“Every now and then we hear the requiem of religion chanted alike by the spirits who mock and by the pious souls who have ‘no language but a cry.’ I suppose we shall always have professional mourners. But it is greatly to be desired that their services should not be prematurely given. If there is anything in the world that is alive and active, it is just this religious spirit, for whose demise certain mourners go about the streets. The body of religion changes, the spirit and the life abide forever. To the assertion that religion is defunct, I reply by pointing to the intense interest which men to-day everywhere feel in religion. It was recently stated by a Massachusetts Judge—Burke observed truly that we Americans like to appeal to the law—that there is nothing in the world perennially interesting but religion. The ground of this dictum is to be found in the constitution of humanity; for the human soul which the things of sense fail to satisfy can attain its true home and its complete self-realization only in conscious communion with the Spirit behind the veil.”

The recent death of Mrs. Humphry Ward recalled the experience with regard to her book “Robert Elsmere.” In a certain narrow circle of intellectuals it was supposed that this novel represented a veritable death blow to a series of compromises which had permitted people familiar with modern progress and science, and especially with the higher criticism, to continue to practice their religion in peace in spite of the fact that belief had long since departed. How amusing it is now and indeed how almost incomprehensible to learn that Mrs. Humphry Ward’s husband, a well-known English critic, suggested shortly after its publication that her novel had  “shaken the very pillars of Christianity.” It is surprising indeed how often the foundations of religion are supposed to have been completely undermined, and yet the edifice itself continues to stand and to be the shelter for the vast majority of mankind from the buffetings of a world that without it would be almost shelterless for them and a place of trial too hard to bear.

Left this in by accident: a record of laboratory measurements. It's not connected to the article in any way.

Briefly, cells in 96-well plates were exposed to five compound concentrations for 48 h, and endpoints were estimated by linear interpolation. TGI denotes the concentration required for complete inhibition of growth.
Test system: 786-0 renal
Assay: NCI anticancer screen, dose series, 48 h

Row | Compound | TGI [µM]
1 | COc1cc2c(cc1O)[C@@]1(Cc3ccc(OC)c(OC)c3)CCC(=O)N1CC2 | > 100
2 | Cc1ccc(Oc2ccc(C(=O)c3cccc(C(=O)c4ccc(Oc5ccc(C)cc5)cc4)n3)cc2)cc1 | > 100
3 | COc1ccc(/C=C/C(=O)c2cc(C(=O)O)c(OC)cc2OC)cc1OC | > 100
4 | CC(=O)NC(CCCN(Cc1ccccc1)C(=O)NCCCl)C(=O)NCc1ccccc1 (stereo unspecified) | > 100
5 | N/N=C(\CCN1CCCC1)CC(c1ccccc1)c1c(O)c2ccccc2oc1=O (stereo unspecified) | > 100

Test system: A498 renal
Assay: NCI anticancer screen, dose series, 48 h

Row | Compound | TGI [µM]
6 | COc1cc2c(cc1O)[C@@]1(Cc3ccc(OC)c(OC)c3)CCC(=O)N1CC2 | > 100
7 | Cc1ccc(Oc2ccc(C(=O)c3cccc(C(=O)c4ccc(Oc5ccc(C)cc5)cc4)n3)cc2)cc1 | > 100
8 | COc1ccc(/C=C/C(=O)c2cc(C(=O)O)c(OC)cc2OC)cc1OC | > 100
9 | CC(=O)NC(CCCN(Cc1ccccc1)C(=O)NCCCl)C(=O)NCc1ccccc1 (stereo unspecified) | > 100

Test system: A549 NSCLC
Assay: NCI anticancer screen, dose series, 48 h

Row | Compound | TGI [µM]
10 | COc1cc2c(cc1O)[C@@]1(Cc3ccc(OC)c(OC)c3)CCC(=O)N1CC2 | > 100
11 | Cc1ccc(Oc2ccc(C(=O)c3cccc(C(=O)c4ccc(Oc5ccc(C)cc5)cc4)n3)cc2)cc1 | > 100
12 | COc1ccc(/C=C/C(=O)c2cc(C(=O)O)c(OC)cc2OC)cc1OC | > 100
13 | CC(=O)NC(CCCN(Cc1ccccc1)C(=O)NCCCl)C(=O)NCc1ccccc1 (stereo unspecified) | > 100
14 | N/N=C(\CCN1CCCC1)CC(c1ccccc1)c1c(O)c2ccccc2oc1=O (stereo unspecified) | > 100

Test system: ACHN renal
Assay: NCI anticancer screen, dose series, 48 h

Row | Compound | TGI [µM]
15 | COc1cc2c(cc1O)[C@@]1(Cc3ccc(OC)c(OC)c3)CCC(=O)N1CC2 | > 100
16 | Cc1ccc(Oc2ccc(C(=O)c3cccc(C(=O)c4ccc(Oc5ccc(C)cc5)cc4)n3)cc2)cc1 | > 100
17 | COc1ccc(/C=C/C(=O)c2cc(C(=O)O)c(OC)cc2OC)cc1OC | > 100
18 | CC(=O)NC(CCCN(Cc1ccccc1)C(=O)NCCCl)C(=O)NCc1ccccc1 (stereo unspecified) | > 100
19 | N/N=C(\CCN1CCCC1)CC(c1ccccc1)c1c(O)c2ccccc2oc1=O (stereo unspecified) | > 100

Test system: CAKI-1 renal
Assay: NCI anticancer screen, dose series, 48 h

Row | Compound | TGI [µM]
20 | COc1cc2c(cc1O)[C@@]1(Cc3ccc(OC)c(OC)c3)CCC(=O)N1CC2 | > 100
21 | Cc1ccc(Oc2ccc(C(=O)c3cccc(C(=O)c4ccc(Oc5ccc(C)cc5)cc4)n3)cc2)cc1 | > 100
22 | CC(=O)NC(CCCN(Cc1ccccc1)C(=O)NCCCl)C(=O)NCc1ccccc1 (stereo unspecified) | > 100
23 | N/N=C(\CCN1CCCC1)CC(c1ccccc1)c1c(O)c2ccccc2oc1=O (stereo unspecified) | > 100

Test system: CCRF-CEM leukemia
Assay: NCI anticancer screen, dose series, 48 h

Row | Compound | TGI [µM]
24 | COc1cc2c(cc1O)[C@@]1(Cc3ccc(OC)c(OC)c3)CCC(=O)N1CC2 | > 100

Men are incurably religious, and just as no tribe has been found, however low in the scale of savagery, which has not formulated for itself some system of worship of a higher power and definite feelings of dependence on it, so even those whose minds under the influence of certain phases of intellectual development lead them away from formal religion find deep in their hearts the belief and appreciation of their relations to a power that makes for good, even though it may be difficult to understand the mystery of it. Long ago the Scriptural expression was formulated that only the fool who thinketh not in his heart says there is no God. Due acknowledgment of the thought in practice, however imperfect it may be, is religion.

Religion has been with us for all the period that we know anything about man, for the very cave man buried his dead with manifest confidence in a hereafter, and there seems no doubt that it will be with us until this stage of mundane affairs has passed. It affects the body as well as the mind, as indeed do all the great modes of thought, and it deserves to be cultivated, not only for its effect on the soul but also on the mind and heart and the bodily powers. There is no doubt at all that it means very much, and there is only the question of facing its significance for the whole man candidly and straightforwardly.